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Current Clinical Pharmacology


ISSN (Print): 1574-8847
ISSN (Online): 2212-3938

Pharmacokinetics of Budesonide Administered with Surfactant in Premature Lambs: Implications for Neonatal Clinical Trials

Author(s): Jessica K. Roberts, Chris Stockmann, Mar Janna Dahl, Kurt H. Albertine, Edmund Egan, Zhenjian Lin, Christopher A. Reilly, Philip L. Ballard, Roberta A. Ballard and Robert M. Ward

Volume 11 , Issue 1 , 2016

Page: [53 - 61] Pages: 9

DOI: 10.2174/1574884710666150929100210

Price: $65


Bronchopulmonary dysplasia (BPD) is a chronic lung disease of premature human infants, which may persist through adulthood. Airway inflammation has been firmly established in the pathogenesis of BPD. Previous studies to reduce airway inflammation with high-dose dexamethasone demonstrated adverse neurological outcomes, despite lower incidences of BPD. Instillation of budesonide and surfactant can facilitate early extubation and reduce the incidence of BPD and death among very low birth weight infants. However, the pharmacokinetics of budesonide and its distribution into the lung and brain are unknown. Therefore, 5 premature lambs were administered 0.25 mg/kg budesonide, with surfactant as the vehicle. Plasma and tissue samples were taken from the lambs for measurement of budesonide, 16α- hydroxy prednisolone, and budesonide palmitate using LC/MS/MS. Peak plasma budesonide concentrations were inversely correlated with the oxygenation index (correlation coefficient of -0.75). Plasma budesonide concentrations were extremely low (~10% of expected) for two lambs that had high oxygenation indices and were excluded from further analyses. For the remaining 5 premature lambs, a non-compartmental analysis demonstrated an AUCinf of 148.77 ± 28.16 h*μg/L, half-life of 4.76 ± 1.79 h, and Cmax of 46.17 ± 17.71 µg/L. Using population pharmacokinetic methods, a onecompartment model with exponential residual error and first-order absorption adequately described the data. The apparent clearance and apparent volume of distribution of budesonide were estimated at 6.29 L/h (1.99 L/h/kg) and 29.1 L (9.2 L/kg), respectively. Budesonide and budesonide palmitate, but not 16α-hydroxy prednisolone, were detected in lung tissue. In this study, budesonide and its metabolites were not detected in the brain, which suggests that intratracheal instillation suggests that after local pulmonary deposition, there is no evidence of budesonide accumulation in the central nervous system. Overall, these results show that peak plasma budesonide concentrations are inversely correlated with the oxygenation index and that lung-specific delivery of budesonide avoids accumulation of budesonide in the brain.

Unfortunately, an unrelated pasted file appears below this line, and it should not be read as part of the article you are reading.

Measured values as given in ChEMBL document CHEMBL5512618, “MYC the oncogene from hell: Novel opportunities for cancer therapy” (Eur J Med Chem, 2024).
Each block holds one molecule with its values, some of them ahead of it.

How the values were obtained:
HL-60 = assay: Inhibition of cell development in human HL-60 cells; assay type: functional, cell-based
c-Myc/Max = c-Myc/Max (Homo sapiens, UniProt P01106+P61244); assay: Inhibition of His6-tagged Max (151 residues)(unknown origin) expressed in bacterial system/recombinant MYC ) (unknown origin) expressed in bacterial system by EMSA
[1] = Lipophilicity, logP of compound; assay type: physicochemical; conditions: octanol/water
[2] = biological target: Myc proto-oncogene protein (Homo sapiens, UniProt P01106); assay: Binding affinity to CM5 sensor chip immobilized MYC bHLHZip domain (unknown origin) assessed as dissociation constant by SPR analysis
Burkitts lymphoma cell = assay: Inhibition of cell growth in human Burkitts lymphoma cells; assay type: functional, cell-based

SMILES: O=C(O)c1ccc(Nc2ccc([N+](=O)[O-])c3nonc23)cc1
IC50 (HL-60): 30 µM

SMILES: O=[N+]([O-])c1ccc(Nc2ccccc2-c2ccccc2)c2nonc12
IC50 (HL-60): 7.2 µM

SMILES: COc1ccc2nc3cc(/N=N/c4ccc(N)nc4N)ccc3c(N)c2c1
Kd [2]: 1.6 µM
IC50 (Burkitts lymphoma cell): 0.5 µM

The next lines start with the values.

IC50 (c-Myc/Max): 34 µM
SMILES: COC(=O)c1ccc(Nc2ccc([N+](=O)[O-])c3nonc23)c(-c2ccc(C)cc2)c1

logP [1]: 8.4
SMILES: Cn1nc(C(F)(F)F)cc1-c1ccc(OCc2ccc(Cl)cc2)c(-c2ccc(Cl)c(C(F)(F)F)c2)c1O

Keywords: Budesonide, infants, lambs, pharmacokinetics, premature, surfactant.

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